A baseline assessment of coastal pH variability in a temperate South African embayment: implications for biological ocean acidification research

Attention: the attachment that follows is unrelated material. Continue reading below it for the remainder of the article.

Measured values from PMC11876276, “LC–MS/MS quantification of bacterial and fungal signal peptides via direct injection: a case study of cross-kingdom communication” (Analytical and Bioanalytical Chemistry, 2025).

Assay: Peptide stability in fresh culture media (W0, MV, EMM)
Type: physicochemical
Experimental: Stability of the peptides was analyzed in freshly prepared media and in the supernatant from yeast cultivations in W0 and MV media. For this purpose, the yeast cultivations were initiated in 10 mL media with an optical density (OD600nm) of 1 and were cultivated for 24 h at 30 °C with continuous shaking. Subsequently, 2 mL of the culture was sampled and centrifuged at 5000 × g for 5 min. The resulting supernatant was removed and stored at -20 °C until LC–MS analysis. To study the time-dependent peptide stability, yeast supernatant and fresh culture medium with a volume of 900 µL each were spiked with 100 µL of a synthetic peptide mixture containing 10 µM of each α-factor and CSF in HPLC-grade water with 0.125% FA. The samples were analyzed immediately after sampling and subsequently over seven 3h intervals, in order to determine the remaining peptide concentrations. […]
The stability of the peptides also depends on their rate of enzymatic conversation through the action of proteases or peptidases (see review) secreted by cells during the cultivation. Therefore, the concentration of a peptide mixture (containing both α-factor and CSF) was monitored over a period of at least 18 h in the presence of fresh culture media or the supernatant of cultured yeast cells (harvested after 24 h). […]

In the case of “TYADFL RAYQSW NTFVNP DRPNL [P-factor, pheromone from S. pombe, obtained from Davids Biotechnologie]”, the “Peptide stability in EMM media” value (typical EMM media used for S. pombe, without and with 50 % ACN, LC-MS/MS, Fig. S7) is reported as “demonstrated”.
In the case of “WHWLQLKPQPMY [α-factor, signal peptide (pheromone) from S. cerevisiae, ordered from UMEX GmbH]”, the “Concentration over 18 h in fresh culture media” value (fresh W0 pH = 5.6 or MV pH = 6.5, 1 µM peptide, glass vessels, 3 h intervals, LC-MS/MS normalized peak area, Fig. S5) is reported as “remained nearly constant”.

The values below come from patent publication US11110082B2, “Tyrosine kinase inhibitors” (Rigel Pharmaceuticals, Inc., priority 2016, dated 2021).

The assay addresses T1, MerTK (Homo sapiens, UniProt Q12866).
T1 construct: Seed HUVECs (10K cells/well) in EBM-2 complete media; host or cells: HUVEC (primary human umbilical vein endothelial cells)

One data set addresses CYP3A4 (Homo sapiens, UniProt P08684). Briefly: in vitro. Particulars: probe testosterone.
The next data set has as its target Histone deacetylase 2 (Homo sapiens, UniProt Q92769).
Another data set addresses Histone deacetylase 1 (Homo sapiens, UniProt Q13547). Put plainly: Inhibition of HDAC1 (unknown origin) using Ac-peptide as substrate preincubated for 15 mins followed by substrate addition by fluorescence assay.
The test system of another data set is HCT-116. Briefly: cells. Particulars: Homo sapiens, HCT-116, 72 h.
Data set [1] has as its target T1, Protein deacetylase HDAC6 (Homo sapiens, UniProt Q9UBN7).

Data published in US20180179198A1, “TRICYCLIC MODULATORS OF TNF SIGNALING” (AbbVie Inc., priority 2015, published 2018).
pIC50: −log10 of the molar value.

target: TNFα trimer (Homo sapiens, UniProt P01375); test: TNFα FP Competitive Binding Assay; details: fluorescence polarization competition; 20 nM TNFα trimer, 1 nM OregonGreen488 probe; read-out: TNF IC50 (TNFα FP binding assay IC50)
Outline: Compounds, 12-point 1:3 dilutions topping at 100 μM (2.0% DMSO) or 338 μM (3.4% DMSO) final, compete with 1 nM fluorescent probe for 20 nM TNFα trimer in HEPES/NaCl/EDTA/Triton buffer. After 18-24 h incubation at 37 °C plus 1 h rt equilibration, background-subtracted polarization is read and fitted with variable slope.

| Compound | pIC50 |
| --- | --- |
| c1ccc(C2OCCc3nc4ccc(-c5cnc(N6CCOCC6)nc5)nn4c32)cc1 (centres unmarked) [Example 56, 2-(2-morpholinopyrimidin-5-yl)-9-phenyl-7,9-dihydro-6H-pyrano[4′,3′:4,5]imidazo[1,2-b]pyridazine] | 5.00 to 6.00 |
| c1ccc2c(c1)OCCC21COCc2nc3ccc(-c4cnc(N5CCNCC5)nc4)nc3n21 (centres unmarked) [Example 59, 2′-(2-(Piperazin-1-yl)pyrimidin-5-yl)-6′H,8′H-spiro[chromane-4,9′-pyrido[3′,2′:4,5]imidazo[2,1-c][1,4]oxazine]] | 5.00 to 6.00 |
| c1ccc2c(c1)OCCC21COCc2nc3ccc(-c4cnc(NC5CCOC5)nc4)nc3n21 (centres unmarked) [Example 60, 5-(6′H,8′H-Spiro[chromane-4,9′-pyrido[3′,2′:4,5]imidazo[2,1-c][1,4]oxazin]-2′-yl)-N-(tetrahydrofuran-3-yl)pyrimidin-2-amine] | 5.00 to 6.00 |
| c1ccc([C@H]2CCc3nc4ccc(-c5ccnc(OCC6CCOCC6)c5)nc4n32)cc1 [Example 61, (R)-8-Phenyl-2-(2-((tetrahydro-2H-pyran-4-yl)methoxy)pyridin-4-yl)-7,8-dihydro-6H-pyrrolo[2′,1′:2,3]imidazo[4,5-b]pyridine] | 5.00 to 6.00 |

Compared with the open ocean, knowledge of pH variability in coastal waters is rudimentary, especially in Africa. This is concerning as quantifying local pH conditions is critical when assessing the response of coastal species to future ocean acidification scenarios. The objective of this study was to capture some of the variability in pH at scales and sites relevant to coastal marine organisms in a South African temperate embayment (Algoa Bay, Indian Ocean). We used a sampling approach that captured spatial (at a resolution of ~10 km), monthly and diel (24-hour) variability in pH and associated physical and biological parameters at offshore and shallow inshore sites in Algoa Bay. We found that pH and associated parameters (temperature, calculated pCO2, chlorophyll a) varied over space and time in Algoa Bay. The range in pH was 0.30 units at offshore sites and 0.46 at inshore sites, and the average pH was 8.10 (SD 0.06) and 8.10 (SD 0.13) at these sites, respectively, which is typical for coastal environments. Our results showed that both biological factors (at the offshore sites) and salinity (at the inshore sites) may influence temporal and spatial variability in pH. We also identified a shallow inshore site with high levels of macroalgal growth that had consistently higher average daytime pH levels (8.33 [SD 0.07]), which may serve as an ocean acidification refuge for coastal marine species. This is the first comprehensive pH-monitoring study to be implemented in a nearshore coastal area in Africa and provides recommendations for monitoring in other understudied regions.